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May 13, 2014 11:45 AM

Lamb ribs

I love making spareribs in the summer. I marinade them overnight in a dry rub and then place them on a rib rack (so they are standing, not on the actual grill) and cook them for about 3-4 hours using indirect heat. There are members of my family who don't eat pork, so I thought I would make lamb ribs. Can I use the same method or will the get over cooked? Should lamb ribs be rare?

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  1. There's no reason that method couldn't work wonderfully with lamb. I like my lamb medium.

    1. My wife would marinate the lamb ribs in equal measures of oil and red wine along with chopped garlic cloves for several hours. We have lamb chops quite often.

      My wife likes to buy Icelandic lamb which is available for only a short period in a given year. We prefer our lamb medium rare.

      1. You can go either way -- either low & slow and well-done for the typical rib texture, or you can blast them in a 500F oven for 20 minutes or so to get them crispy outside and rare and juicy inside. Today's lamb -- even the riblets -- is so tender it doesn't need the traditional sparerib treatment if you want to go the other way.

        Guess which way I prefer. Only salt & pepper are necessary but you can season to your heart's content if you wish.

        2 Replies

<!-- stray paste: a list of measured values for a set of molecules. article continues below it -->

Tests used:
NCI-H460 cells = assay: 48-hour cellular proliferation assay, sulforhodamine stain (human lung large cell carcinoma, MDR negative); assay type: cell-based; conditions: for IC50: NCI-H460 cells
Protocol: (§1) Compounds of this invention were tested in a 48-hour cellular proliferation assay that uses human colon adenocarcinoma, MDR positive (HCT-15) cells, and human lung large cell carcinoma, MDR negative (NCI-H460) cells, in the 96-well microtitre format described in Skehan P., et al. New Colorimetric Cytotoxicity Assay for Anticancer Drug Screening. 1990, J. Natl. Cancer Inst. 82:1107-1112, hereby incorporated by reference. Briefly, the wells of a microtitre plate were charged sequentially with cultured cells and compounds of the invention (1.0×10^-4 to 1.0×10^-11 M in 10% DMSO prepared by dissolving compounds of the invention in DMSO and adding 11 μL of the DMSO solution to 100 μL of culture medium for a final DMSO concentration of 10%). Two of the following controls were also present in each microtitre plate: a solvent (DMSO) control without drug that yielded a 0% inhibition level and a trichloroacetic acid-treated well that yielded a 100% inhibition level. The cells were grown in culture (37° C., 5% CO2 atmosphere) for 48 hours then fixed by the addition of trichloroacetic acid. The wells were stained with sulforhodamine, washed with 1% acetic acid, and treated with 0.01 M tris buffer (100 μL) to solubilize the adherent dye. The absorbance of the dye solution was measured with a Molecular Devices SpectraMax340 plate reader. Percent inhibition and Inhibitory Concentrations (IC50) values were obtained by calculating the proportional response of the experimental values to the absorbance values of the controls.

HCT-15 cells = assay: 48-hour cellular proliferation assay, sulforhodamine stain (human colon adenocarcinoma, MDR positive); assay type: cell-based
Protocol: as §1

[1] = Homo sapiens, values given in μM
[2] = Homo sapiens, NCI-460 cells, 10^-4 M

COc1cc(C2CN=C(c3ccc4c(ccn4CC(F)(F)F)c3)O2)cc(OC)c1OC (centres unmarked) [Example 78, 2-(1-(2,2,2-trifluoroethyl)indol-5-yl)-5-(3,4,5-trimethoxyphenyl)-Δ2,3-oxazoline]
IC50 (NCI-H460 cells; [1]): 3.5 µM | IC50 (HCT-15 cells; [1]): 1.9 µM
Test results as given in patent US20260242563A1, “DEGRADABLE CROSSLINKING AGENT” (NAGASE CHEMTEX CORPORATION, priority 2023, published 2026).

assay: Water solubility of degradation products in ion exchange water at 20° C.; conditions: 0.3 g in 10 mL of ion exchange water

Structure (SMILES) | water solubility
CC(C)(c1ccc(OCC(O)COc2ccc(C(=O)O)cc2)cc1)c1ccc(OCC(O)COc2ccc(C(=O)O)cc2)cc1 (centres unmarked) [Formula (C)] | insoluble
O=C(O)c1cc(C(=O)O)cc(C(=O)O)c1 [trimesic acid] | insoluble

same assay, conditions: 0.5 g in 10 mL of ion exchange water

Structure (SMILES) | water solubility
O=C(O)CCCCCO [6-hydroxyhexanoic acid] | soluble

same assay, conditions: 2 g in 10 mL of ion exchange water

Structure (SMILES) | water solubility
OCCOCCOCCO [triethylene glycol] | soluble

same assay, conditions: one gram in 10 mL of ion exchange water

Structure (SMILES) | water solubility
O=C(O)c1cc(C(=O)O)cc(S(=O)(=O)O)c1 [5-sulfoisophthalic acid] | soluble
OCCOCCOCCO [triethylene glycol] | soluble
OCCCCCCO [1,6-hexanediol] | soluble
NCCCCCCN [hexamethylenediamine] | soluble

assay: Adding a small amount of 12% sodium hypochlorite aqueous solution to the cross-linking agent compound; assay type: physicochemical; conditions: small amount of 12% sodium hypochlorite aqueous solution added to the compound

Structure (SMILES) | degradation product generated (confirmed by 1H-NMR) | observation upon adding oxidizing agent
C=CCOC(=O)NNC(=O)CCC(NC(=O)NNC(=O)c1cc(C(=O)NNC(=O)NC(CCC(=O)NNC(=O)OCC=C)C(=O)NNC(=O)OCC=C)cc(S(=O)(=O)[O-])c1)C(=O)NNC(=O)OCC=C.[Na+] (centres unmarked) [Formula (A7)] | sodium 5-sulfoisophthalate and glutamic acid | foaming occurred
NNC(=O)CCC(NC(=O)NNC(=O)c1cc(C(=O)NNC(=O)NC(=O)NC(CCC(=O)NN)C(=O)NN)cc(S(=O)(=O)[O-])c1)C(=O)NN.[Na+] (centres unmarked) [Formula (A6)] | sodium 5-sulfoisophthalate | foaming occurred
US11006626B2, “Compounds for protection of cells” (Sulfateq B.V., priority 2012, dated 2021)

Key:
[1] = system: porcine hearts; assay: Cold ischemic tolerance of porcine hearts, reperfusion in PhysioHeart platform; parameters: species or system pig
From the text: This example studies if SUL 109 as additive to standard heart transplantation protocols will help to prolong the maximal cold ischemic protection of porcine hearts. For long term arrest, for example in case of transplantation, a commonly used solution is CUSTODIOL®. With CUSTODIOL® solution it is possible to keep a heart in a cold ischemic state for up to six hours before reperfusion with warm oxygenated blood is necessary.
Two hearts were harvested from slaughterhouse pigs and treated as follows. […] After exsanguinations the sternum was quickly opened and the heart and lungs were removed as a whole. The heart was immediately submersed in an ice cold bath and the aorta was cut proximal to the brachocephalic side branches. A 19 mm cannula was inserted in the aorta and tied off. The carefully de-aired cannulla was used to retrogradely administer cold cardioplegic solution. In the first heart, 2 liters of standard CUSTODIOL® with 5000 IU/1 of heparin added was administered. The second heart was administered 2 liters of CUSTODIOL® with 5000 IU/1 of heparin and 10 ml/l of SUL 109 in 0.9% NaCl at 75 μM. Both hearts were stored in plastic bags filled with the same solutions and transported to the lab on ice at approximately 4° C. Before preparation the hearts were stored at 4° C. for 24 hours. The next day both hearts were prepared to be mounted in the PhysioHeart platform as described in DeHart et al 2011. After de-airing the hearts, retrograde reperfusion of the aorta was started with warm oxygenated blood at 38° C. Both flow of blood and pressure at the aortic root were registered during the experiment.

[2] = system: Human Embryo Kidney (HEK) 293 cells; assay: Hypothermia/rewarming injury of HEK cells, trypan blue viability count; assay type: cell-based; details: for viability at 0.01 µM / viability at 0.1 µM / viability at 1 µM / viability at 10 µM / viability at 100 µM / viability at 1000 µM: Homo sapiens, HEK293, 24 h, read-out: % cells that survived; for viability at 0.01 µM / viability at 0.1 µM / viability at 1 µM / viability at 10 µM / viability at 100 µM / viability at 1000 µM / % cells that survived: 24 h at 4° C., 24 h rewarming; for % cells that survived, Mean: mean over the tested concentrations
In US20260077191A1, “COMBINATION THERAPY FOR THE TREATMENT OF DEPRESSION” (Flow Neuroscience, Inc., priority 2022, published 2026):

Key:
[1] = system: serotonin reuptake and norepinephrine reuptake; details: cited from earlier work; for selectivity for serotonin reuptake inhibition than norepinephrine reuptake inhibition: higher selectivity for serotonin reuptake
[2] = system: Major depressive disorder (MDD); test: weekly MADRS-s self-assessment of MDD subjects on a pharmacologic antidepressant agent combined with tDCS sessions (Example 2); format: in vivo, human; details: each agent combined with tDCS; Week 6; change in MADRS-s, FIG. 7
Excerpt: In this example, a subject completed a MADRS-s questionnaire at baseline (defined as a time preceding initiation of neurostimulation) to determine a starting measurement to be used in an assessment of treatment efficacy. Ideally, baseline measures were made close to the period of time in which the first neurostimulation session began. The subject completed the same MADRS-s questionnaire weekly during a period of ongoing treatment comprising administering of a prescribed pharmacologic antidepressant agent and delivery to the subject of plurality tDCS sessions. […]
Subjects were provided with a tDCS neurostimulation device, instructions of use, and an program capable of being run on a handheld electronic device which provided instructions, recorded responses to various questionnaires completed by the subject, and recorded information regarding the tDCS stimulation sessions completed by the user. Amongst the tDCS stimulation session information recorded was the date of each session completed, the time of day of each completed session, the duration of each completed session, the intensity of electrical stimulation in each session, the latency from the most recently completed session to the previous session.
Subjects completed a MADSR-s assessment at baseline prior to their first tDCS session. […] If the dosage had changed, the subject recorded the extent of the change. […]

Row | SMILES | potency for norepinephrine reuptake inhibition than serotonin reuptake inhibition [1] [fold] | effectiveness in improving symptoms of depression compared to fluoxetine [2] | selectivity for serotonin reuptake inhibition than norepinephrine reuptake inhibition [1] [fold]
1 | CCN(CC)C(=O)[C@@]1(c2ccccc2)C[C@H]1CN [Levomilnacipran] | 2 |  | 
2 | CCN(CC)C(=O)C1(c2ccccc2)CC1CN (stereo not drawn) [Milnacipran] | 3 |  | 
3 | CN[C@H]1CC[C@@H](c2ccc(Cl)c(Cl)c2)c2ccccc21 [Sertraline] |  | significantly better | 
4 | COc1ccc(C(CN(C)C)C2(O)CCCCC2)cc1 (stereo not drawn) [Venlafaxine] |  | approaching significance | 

1. re: acgold7

          thanks acgold7. I admit the 500F blast is appealing and I love lamb rare. is there a grill version of that? I don't think my gas grill gets up to 500F

          1. re: JC2

            Most gas grills get up to at least that. But as noted below, you'll likely end up with lots of flame and charred lamb. I'd do it in the oven at 400 or 450 if you can't go up to 500, and then maybe finish on the grill for a few seconds on each side just to get some marks.

            If you want to actually cook on the grill I'd definitely go with indirect heat -- no heat source directly below the lamb due to the fat.

            Try to buy them in full racks if you can.

        2. The original comment has been removed
          1. Be careful doing lamb riblets on the grill. They're so fatty that a grease fire will burn everything to a crisp before you can blink. I can't move fast enough to grab each individual rib and move it away from the intense flames.

            15 Replies
            1. re: mucho gordo

              Agree - oftentimes, they are so fatty that you need to render the fat. I will cook slower - I like medium rare lamb, but I think that ribs are good beyond that temp. I place them on the upper rack of my grill with a pan underneath in the center of the grill and I don't turn on the middle burner. Then finish over direct heat to get a char. I do the rib rack whole., placing the fatter end toward the back of the grill. Kinda like the ends charred and medium on the fatter part.

              Just curious, are you talking about just lamb ribs, or rack of lamb?

              1. re: rudeboy

                Just the individual riblets for Mrs. G. I also have to place them on the grill carefully so they don't fall through. I prefer other cuts of lamb and cook them a bit on the rare side.

              2. re: mucho gordo

                Breast of lamb is very fatty, as mucho g. points out. We usually roast in the oven, as a full slab. It's still a difficult cut to get right - it needs to have fat rendered, yet not burn, which usually means it's "well done", rather than anything else. Much better is a boned & rolled breast joint for roasting.